Wells Fargo Bank v. Smith, No. 4988, is available online.
The court held that amendment of a county council’s agenda during regularly scheduled meetings violated the Freedom of Information Act (FOIA). S.C. Code Ann. Section 30-4-80 requires that agendas for regularly scheduled meetings must be posted 24 hours in advance of the meeting. S.C. Code Ann. Section 30-4-15 describes the purpose of the FOIA is to allow citizens to learn of the activities of public officials with little delay. Therefore, allowing amendment of an agenda regarding substantive public matters during a meeting undercuts the purpose of the notice requirement and the spirit of the FOIA.
Lambries v. Saluda Cnty. Council, No. 4989, is available online.
Judge Pieper dissented in a separate opinion.
The court affirmed the appellant’s conviction of murder and assault and battery with intent to kill. The court held that it was not error to allow the appellant to be impeached with his prior drug convictions pursuant to Rule 609(a)(1), SCRE, because the admission of the convictions did not prejudice the trial, as there was ample evidence of his drug use. The court also held that refusing to declare a mistrial where a witness made reference to the appellant being on parole was not error, as the appellant accepted the court’s curative jury instruction and did not contemporaneously move for a mistrial. Finally, there was no error in the trial court refusing to grant an in camera hearing to lay a foundation for a witness’s voice identification testimony, as no foundation was needed for this testimony.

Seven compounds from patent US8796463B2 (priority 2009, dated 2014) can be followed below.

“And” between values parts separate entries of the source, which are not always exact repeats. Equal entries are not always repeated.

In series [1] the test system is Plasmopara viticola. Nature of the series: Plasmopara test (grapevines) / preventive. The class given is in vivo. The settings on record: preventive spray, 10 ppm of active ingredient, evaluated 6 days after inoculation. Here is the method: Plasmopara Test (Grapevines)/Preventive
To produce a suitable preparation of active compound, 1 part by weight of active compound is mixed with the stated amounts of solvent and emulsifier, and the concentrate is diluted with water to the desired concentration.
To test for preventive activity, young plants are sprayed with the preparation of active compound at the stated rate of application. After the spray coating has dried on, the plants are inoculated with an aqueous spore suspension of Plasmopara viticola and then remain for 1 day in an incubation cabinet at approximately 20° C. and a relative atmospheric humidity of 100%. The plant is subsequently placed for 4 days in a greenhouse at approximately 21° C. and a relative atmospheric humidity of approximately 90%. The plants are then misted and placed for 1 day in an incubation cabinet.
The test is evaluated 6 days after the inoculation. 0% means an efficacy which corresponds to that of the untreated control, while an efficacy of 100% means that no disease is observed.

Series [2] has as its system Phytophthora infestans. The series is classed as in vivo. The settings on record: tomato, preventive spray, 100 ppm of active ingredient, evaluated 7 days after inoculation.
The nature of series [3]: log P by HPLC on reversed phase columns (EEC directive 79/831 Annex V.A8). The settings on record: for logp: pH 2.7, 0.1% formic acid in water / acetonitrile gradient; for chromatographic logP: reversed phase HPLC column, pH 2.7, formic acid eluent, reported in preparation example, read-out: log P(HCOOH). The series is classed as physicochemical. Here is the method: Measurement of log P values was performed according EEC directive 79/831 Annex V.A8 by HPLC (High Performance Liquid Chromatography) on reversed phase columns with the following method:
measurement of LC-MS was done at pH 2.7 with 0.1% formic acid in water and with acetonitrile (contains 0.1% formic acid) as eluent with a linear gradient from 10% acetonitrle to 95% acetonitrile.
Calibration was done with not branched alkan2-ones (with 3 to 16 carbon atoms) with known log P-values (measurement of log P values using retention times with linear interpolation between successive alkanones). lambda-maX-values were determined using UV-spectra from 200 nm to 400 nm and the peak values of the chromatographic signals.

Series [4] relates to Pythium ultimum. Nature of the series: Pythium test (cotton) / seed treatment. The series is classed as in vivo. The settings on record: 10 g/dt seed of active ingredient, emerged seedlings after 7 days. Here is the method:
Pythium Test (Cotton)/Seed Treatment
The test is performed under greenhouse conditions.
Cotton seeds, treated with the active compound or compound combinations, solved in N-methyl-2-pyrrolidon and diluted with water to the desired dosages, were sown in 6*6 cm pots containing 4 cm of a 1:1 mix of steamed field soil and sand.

State v. Heller, No. 4990, is available online.
In this case between two members of a limited liability corporation (LLC), the court held that there was no error in granting a motion for summary judgment for the respondent, as there was no genuine issue of material fact in this controversy. The respondent did sign a statement to pay the LLC’s debts and had personally guaranteed the LLC’s loans, but neither constituted a vote for additional capital contributions under the LLC’s operating agreement. Further, such actions have no effect on whether the respondent was required to make subsequent capital contributions pursuant to the operating agreement or if the appellant was entitled to reimbursement.
Clary v. Borrell, No. 4991, is available online.
John Michael Mitchum, 51, of Charleston died June 13. His obituary can be found here.
By order of June 13 the Court imposed a public reprimand (with additional conditions) on Paul Archer for misconduct which involved submitting a voucher for payment on a court appointed case without disclosing payment made on behalf of the PCR client.